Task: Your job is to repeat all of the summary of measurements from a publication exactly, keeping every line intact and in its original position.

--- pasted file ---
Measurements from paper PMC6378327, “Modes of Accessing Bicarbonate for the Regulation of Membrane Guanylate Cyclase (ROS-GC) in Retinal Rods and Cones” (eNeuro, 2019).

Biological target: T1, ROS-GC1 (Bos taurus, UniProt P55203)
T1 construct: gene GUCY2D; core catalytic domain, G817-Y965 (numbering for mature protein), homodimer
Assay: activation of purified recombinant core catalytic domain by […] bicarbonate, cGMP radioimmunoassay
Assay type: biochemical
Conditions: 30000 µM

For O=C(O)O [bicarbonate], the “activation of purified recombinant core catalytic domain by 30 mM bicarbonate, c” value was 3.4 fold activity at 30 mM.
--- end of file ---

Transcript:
Measurements from paper PMC6378327, “Modes of Accessing Bicarbonate for the Regulation of Membrane Guanylate Cyclase (ROS-GC) in Retinal Rods and Cones” (eNeuro, 2019).

Biological target: T1, ROS-GC1 (Bos taurus, UniProt P55203)
T1 construct: gene GUCY2D; core catalytic domain, G817-Y965 (numbering for mature protein), homodimer
Assay: activation of purified recombinant core catalytic domain by […] bicarbonate, cGMP radioimmunoassay
Assay type: biochemical
Conditions: 30000 µM

For O=C(O)O [bicarbonate], the “activation of purified recombinant core catalytic domain by 30 mM bicarbonate, c” value was 3.4 fold activity at 30 mM.